So there we have it. “\frac{1}{x} ”, taken in one reasonable way, is a continuous function. “\frac{1}{x} ”, taken in another reasonable way, is not a continuous function. What you think reasonable is what sets your answer.

What I’ve Been Reading, Mid-March 2018


So here’s some of the stuff I’ve noticed while being on the Internet and sometimes noticing interesting mathematical stuff.

Here from the end of January is a bit of oddball news. A story problem for 11-year-olds in one district of China set up a problem that couldn’t be solved. Not exactly, anyway. The question — “if a ship had 26 sheep and 10 goats onboard, how old is the ship’s captain?” — squares nicely with that Gil comic strip I discussed the other day. After seeing 26 (something) and 10 (something else) it’s easy to think of what answers might be wanted: 36 (total animals) or 16 (how many more sheep there are than goats) or maybe 104 (how many hooves there are, if they all have the standard four hooves). That the question doesn’t ask anything that the given numbers matter for barely registers unless you read the question again. I like the principle of reminding people not to calculate until you know what you want to do and why that. And it’s possible to give partial answers: the BBC News report linked above includes a mention from one commenter that allowed a reasonable lower bound to be set on the ship’s captain’s age.

In something for my mathematics majors, here’s A Regiment of Monstrous Functions as assembled by Rob J Low. This is about functions with a domain and a range that are both real numbers. There’s many kinds of these functions. They match nicely to the kinds of curves you can draw on a sheet of paper. So take a sheet of paper and draw a curve. You’ve probably drawn a continuous curve, one that can be drawn without lifting your pencil off the paper. Good chance you drew a differentiable one, one without corners. But most functions aren’t continuous. And aren’t differentiable. Of those few exceptions that are, many of them are continuous or differentiable only in weird cases. Low reviews some of the many kinds of functions out there. Functions discontinuous at a point. Functions continuous only on one point, and why that’s not a crazy thing to say. Functions continuous on irrational numbers but discontinuous on rational numbers. This is where mathematics majors taking real analysis feel overwhelmed. And then there’s stranger stuff out there.

Here’s a neat one. It’s about finding recognizable, particular, interesting pictures in long enough prime numbers. The secret to it is described in the linked paper. The key is that the eye is very forgiving of slightly imperfect images. This fact should reassure people learning to draw, but will not. And there’s a lot of prime numbers out there. If an exactly-correct image doesn’t happen to be a prime number that’s all right. There’s a number close enough to it that will be. That latter point is something that anyone interested in number theory “knows”, in that we know some stuff about the biggest possible gaps between prime numbers. But that fact isn’t the same as seeing it.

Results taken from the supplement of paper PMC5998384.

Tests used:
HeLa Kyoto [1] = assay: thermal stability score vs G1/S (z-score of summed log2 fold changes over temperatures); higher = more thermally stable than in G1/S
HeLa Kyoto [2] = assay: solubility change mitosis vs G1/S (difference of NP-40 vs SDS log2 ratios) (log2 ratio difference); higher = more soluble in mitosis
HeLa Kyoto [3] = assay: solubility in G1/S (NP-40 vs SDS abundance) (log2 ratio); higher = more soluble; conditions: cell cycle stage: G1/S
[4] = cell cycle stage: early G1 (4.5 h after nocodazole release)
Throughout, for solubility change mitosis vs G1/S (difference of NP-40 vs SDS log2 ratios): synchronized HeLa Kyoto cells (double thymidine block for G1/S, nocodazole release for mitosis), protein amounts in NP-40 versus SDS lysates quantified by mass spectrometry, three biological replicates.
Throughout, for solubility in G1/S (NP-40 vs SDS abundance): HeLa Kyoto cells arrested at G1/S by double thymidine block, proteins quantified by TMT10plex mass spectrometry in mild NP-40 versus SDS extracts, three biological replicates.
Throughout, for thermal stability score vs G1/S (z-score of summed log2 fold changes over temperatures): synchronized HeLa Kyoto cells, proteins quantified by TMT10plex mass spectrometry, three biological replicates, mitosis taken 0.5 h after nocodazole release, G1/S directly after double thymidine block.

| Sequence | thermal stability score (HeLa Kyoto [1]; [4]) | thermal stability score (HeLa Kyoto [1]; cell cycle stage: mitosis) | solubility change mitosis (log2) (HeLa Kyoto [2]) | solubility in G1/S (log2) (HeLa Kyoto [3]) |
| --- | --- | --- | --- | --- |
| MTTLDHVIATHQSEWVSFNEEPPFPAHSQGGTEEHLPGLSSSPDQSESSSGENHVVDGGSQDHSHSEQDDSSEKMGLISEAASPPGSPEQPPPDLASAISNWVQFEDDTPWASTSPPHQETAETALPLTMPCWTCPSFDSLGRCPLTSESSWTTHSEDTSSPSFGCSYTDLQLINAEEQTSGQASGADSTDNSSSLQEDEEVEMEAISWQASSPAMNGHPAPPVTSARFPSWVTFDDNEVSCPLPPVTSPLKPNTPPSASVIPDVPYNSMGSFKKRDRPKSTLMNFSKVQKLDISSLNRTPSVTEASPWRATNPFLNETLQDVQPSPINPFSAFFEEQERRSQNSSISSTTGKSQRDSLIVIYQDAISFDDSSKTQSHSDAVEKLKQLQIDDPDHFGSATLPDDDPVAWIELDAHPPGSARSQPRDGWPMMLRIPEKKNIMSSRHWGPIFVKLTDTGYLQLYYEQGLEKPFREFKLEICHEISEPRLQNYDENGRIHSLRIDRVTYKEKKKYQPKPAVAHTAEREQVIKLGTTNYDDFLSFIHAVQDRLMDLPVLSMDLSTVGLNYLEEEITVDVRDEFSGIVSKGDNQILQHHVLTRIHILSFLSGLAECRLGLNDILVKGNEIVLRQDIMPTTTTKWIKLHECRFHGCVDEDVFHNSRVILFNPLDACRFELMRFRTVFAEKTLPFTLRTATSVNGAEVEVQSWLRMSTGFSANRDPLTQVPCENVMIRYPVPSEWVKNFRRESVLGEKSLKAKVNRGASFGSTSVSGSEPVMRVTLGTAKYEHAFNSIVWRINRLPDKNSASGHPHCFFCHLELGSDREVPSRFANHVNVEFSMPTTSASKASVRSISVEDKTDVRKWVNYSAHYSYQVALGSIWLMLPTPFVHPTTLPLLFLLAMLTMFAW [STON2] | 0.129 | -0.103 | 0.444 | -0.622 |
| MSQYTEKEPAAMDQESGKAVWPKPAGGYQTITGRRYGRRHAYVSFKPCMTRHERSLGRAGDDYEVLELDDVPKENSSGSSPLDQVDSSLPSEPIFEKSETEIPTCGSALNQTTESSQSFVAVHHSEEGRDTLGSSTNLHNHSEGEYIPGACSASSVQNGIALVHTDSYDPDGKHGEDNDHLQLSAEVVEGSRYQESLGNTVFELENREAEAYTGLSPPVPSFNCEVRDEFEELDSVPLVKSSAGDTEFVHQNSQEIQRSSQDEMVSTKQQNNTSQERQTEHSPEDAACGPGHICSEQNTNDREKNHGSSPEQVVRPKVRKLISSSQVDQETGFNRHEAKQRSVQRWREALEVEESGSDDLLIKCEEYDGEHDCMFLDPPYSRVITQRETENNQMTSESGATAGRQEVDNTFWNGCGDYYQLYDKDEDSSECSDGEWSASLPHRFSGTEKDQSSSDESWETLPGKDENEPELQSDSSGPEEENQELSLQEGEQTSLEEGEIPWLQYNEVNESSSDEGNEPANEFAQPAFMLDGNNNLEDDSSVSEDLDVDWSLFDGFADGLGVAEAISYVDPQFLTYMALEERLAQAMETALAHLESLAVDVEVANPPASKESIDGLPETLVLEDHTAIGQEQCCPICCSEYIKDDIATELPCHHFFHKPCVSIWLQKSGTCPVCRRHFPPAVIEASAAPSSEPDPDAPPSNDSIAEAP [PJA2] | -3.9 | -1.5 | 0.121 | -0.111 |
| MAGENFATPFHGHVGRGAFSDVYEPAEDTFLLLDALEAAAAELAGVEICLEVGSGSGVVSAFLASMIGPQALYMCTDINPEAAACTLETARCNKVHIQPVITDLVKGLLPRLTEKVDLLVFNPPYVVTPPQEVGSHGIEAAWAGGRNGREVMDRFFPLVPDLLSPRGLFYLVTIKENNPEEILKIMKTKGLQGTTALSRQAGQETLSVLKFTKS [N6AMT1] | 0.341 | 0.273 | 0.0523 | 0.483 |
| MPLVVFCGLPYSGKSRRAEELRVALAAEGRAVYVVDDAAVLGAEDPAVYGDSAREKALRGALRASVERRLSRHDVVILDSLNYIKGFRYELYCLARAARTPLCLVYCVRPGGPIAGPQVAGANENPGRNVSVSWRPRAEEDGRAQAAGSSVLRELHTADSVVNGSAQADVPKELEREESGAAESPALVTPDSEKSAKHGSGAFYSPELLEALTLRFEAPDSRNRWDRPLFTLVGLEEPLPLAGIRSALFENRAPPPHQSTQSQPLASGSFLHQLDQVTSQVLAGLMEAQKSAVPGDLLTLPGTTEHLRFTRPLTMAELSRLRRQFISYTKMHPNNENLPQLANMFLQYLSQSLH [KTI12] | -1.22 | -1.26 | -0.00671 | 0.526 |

And finally there’s something for mathematics majors. Differential equations are big and important. They appear whenever you want to describe something that changes based on its current state. And this is so much stuff. Finding solutions to differential equations is a whole major field of mathematics. The linked PDF is a slideshow of notes about one way to crack these problems: find symmetries. The only trouble is it’s a PDF of a Powerpoint presentation, one of those where each of the items gets added on in sequence. So each slide appears like eight times, each time with one extra line on it. It’s still good, interesting stuff.

The Intermediacy That Was Overused


However I may sulk, Chiaroscuro did show off a use of the Intermediate Value Theorem that I wanted to talk about because normally the Intermediate Value Theorem occupies a little spot around Chapter 2, Section 6 of the Intro Calculus textbook and it gets a little attention just before the class moves on to this theorem about there being some point where the slope of the derivative equals the slope of a secant line which is very testable and leaves the entire class confused.

The theorem is pretty easy to state, and looks obviously true, which is a danger sign. One bit of mathematics folklore is that the only things one should never try to prove are the false and the obvious. But it’s not hard to prove, at least based on my dim memories of the last time I went through the proof. One incarnation of the theorem, one making it look quite obvious, starts off with a function that takes as its input a real number — since we need a label for it we’ll use the traditional variable name x — and returns as output a real number, possibly a different number. And we have to also suppose that the function is continuous, which means just about what you’d expect from the meaning of “continuous” in ordinary human language. It’s a bit tricky to describe exactly, in mathematical terms, and is where students get hopelessly lost either early in Chapter 2 or early in Chapter 3 of the Intro Calculus textbook. We’ll worry about that later if at all. For us it’s enough to imagine it means you can draw a curve representing the function without having to lift your pen from the paper.